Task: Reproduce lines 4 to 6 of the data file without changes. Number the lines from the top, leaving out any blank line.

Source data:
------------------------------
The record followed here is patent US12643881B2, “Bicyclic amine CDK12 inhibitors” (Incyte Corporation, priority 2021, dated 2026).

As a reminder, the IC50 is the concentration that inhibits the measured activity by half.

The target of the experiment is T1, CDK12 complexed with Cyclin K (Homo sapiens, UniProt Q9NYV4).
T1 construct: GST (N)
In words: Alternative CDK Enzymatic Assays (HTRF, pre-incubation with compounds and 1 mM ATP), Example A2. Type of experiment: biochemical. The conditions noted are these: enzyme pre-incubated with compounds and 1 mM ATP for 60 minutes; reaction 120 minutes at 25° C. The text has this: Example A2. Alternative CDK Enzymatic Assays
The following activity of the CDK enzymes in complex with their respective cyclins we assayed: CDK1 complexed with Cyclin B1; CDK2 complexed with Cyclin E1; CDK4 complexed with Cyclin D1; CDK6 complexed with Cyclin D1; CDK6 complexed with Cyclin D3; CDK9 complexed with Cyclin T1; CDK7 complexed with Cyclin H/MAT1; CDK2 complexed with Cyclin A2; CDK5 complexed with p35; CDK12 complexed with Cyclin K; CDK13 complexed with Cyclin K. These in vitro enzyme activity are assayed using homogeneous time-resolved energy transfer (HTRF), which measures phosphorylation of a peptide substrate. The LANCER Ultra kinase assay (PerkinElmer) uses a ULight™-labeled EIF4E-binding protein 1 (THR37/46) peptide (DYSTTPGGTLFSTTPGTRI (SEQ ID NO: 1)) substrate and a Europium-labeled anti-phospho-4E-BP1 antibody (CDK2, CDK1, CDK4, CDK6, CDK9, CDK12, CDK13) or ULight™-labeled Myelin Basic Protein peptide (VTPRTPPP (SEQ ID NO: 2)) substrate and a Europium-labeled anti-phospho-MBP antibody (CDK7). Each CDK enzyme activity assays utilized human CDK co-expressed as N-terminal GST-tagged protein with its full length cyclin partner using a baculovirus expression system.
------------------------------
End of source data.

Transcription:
T1 construct: GST (N)
In words: Alternative CDK Enzymatic Assays (HTRF, pre-incubation with compounds and 1 mM ATP), Example A2. Type of experiment: biochemical. The conditions noted are these: enzyme pre-incubated with compounds and 1 mM ATP for 60 minutes; reaction 120 minutes at 25° C. The text has this: Example A2. Alternative CDK Enzymatic Assays
The following activity of the CDK enzymes in complex with their respective cyclins we assayed: CDK1 complexed with Cyclin B1; CDK2 complexed with Cyclin E1; CDK4 complexed with Cyclin D1; CDK6 complexed with Cyclin D1; CDK6 complexed with Cyclin D3; CDK9 complexed with Cyclin T1; CDK7 complexed with Cyclin H/MAT1; CDK2 complexed with Cyclin A2; CDK5 complexed with p35; CDK12 complexed with Cyclin K; CDK13 complexed with Cyclin K. These in vitro enzyme activity are assayed using homogeneous time-resolved energy transfer (HTRF), which measures phosphorylation of a peptide substrate. The LANCER Ultra kinase assay (PerkinElmer) uses a ULight™-labeled EIF4E-binding protein 1 (THR37/46) peptide (DYSTTPGGTLFSTTPGTRI (SEQ ID NO: 1)) substrate and a Europium-labeled anti-phospho-4E-BP1 antibody (CDK2, CDK1, CDK4, CDK6, CDK9, CDK12, CDK13) or ULight™-labeled Myelin Basic Protein peptide (VTPRTPPP (SEQ ID NO: 2)) substrate and a Europium-labeled anti-phospho-MBP antibody (CDK7). Each CDK enzyme activity assays utilized human CDK co-expressed as N-terminal GST-tagged protein with its full length cyclin partner using a baculovirus expression system.